At first glance, these numbers sound impressive. But keep in mind that Jennifer’s report says nothing about lead qualification, how the leads are nurtured, or what the sales force has done with all the previous leads it was given.
In contrast, while marketing is focused on the number of leads generated and the cost per lead, a company’s sales success is typically measured on the number of leads that are converted into revenue. This is a startling misalignment between marketing and sales objectives that desperately needs correction.
I hate to ask…but does this sound like your company?
Truth: Most organizations are missing the activities and processes that accurately identify, prioritize and nurture the best prospects.
You can think of lead qualification as a funnel. Marketing pours in raw, unfiltered leads from a variety of sources into the top of the funnel. Ideally, what emerges at the other end – ready for professional handling by a lead-hungry sales force – is a steady supply of qualified prospects, each with a defined process and timeframe for buying.
But reality rarely matches the ideal. Too often, no one is managing what happens to leads once they enter the funnel. As in the example with Jennifer above, marketing thinks it has done its job by simply dumping in a lot of unfiltered leads. No one contacts the inquirers. No one augments the leads with demographic and firmographic data, and certainly, no one nurtures long-term prospects into short-term ones.
These are all critical steps in the lead refinement and management process that are being overlooked.
The good news is that this cycle can be broken by implementing programs that identify and nurture the most likely sales candidates. By sending your sales force not ambiguous but prioritized, highly qualified leads, they are empowered to use their time more effectively and close more business. At the same time, by targeting and identifying only the highest-return segments, it is possible to actually decrease your marketing costs.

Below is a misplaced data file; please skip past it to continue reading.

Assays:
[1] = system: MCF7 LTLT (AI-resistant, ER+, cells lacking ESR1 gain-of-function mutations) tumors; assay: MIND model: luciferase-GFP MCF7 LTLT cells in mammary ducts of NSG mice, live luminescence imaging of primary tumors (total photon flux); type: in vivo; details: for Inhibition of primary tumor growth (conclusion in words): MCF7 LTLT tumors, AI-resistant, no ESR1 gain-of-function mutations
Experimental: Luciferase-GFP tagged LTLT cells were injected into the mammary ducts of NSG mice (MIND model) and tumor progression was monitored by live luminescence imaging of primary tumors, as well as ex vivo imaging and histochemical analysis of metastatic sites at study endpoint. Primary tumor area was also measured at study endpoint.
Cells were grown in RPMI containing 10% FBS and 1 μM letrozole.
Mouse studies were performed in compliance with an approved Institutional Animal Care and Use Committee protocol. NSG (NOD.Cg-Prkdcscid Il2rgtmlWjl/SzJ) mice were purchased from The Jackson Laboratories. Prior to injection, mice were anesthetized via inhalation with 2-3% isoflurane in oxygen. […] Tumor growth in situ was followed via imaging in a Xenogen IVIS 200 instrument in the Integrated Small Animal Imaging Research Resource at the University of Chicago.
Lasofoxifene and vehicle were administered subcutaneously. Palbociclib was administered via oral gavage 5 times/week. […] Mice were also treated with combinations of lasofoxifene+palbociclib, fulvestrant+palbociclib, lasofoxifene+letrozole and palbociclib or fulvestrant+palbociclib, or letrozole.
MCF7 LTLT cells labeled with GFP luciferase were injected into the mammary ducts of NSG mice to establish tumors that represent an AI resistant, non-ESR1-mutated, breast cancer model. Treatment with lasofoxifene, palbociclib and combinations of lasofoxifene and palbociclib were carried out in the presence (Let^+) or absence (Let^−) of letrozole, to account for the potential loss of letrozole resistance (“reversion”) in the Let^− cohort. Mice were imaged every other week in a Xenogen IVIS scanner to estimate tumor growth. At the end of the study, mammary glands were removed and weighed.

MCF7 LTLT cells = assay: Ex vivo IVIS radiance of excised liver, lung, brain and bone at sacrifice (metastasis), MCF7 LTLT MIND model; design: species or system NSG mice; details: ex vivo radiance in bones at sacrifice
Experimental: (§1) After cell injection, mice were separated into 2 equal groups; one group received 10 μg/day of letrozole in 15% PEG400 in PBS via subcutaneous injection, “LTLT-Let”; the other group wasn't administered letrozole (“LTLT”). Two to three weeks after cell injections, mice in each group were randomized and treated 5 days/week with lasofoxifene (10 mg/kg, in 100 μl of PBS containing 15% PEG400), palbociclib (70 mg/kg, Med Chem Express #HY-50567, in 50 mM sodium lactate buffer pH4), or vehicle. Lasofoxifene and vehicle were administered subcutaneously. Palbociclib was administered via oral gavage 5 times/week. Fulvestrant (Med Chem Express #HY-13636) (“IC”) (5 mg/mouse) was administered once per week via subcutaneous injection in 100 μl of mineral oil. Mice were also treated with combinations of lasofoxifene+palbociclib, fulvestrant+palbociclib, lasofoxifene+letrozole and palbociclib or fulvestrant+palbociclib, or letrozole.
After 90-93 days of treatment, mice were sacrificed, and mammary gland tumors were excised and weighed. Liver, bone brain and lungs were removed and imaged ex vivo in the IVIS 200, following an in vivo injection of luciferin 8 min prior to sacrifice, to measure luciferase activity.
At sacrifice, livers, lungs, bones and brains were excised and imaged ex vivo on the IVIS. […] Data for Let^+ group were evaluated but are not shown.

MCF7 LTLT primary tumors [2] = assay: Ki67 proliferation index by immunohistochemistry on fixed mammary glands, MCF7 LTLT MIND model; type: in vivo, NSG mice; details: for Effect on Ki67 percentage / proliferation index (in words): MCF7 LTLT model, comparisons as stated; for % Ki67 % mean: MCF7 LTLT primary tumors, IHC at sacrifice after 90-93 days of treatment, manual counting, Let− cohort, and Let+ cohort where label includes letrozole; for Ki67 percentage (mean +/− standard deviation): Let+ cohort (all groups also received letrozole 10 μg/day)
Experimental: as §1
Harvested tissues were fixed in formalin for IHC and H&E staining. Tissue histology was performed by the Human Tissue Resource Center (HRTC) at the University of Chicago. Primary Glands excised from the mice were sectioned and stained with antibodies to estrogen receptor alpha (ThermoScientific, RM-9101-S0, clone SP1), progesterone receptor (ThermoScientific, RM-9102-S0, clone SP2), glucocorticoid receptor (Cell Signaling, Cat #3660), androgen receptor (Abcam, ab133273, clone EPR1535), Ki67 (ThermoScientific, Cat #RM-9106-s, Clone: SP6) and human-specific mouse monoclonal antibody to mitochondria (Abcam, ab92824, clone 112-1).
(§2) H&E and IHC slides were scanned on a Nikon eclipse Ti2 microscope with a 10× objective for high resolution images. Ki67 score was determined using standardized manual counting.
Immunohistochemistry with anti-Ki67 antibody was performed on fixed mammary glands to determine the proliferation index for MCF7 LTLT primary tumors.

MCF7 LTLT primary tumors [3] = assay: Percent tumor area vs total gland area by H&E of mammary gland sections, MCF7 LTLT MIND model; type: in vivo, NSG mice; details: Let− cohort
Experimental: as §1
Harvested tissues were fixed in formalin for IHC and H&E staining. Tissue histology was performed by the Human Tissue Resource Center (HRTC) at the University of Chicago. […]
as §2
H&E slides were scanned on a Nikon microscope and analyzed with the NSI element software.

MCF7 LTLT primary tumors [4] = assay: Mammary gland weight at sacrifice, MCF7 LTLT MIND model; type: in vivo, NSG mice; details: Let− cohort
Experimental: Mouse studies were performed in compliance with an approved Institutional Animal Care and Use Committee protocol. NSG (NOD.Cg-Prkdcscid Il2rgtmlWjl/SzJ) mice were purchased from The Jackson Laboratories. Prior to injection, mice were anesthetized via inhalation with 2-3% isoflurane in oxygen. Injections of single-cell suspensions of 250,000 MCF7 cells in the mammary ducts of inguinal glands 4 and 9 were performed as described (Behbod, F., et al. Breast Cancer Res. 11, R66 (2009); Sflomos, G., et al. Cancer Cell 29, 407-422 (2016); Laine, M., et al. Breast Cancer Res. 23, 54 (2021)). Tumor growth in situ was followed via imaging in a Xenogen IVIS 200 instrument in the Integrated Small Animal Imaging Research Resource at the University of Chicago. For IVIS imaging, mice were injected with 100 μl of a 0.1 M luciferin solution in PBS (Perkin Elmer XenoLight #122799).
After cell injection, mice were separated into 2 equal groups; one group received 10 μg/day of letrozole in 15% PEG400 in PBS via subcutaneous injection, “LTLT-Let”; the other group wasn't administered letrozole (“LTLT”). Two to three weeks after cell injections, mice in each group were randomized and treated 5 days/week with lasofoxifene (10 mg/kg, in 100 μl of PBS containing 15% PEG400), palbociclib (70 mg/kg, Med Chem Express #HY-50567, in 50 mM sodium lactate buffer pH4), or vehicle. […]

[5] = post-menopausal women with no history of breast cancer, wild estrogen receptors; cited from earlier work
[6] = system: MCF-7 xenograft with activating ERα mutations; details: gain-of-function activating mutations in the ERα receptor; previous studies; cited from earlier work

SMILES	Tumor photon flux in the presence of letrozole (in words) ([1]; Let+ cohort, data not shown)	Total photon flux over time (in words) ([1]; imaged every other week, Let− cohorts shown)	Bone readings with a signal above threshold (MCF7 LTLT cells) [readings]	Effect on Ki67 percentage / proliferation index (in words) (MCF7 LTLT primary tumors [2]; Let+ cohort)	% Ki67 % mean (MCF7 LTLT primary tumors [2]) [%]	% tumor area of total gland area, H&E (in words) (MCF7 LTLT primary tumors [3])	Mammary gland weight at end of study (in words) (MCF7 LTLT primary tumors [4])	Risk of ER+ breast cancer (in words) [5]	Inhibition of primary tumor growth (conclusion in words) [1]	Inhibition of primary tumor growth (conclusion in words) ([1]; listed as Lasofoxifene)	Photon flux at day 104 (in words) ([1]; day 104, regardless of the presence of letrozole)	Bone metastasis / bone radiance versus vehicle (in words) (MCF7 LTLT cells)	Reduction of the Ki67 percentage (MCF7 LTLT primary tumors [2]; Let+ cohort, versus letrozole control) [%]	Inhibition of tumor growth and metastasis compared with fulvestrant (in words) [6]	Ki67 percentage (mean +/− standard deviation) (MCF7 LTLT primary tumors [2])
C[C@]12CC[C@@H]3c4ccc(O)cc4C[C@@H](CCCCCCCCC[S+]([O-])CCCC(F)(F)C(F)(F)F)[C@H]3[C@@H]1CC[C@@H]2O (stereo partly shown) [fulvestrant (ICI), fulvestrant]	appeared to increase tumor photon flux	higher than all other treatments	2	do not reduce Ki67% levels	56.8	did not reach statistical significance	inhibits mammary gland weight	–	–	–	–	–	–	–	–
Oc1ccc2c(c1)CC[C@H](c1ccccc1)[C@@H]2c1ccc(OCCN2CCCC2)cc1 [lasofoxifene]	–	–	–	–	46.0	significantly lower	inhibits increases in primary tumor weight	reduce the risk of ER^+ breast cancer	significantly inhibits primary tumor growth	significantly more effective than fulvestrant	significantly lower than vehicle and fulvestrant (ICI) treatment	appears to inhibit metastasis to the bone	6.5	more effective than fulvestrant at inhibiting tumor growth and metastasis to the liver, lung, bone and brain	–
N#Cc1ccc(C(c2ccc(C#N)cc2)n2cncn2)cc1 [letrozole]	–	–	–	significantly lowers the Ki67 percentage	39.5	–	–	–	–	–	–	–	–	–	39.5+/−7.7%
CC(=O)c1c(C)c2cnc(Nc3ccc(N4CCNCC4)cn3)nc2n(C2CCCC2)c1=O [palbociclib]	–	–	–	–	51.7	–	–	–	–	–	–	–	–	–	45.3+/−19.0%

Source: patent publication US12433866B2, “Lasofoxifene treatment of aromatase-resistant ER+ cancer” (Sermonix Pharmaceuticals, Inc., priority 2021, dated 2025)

Of course, such a recommendation flies in the face of today’s large-scale, costly marketing campaigns designed specifically to generate large volumes of leads. If you’re one of those companies that measures its success based primarily on lead volume – but you’re not hitting the sales numbers you want – don’t you think it might be time for a strategy change?
I believe Sun Tzu would heartily approve.
Moving from “quantity” to “quality” lead-generation practices can deliver a significant pay-off.
A free white paper on “Why Your Sales Force Needs Fewer Leads” is downloadable from the PointClear web site. Go to www.pointclear.com/fewer-leads.pdf
About the Author
Dan McDade is the founder and president of PointClear, the sales and marketing services firm. Before McDade founded PointClear, he served as Vice President of Marketing for the direct mail firm, Jackson & Perkins, and as President of UST: The Business Marketing Group. PointClear’s expert sales and marketing professionals provide clients with forecastable sales opportunities, actionable market intelligence and effective market coverage. To find out more about PointClear’s products and services, go to www.pointclear.com.